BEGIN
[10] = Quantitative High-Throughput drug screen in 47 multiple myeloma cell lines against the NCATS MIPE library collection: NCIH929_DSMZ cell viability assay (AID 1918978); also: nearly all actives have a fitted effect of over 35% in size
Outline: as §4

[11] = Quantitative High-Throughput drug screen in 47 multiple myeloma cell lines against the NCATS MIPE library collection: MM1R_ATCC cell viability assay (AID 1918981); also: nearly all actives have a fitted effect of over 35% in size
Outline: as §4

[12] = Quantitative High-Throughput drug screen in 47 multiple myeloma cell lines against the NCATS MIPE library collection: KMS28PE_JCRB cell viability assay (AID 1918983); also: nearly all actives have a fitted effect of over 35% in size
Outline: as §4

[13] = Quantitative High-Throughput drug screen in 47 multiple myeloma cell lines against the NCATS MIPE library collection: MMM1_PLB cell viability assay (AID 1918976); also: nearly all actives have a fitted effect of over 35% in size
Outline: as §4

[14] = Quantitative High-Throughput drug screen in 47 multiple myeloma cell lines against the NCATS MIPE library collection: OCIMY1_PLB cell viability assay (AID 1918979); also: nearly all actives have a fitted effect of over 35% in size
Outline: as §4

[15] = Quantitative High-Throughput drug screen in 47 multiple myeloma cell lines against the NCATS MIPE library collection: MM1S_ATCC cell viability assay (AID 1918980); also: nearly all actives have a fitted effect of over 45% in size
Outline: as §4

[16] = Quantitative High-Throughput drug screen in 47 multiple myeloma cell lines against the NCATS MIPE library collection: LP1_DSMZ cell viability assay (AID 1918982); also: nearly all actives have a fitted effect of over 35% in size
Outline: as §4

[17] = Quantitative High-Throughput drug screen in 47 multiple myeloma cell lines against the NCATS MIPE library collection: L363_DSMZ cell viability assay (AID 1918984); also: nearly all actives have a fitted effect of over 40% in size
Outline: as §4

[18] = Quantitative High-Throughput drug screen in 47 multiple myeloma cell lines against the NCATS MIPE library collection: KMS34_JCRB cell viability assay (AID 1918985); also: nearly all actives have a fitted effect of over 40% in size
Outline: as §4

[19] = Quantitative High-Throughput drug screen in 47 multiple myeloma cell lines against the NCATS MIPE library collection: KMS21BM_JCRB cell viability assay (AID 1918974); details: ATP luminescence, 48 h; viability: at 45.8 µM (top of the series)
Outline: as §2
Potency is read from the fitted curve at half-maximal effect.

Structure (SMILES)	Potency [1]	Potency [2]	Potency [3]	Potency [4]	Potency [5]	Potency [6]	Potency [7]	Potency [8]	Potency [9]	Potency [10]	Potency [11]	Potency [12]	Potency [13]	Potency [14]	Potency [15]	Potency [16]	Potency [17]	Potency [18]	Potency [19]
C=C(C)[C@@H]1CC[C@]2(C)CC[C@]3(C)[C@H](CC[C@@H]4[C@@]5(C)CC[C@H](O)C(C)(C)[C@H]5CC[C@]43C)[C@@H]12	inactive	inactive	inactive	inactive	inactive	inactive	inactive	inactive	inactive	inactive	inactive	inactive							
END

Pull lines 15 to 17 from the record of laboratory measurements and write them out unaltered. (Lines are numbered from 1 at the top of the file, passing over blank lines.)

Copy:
[17] = Quantitative High-Throughput drug screen in 47 multiple myeloma cell lines against the NCATS MIPE library collection: L363_DSMZ cell viability assay (AID 1918984); also: nearly all actives have a fitted effect of over 40% in size
Outline: as §4

[18] = Quantitative High-Throughput drug screen in 47 multiple myeloma cell lines against the NCATS MIPE library collection: KMS34_JCRB cell viability assay (AID 1918985); also: nearly all actives have a fitted effect of over 40% in size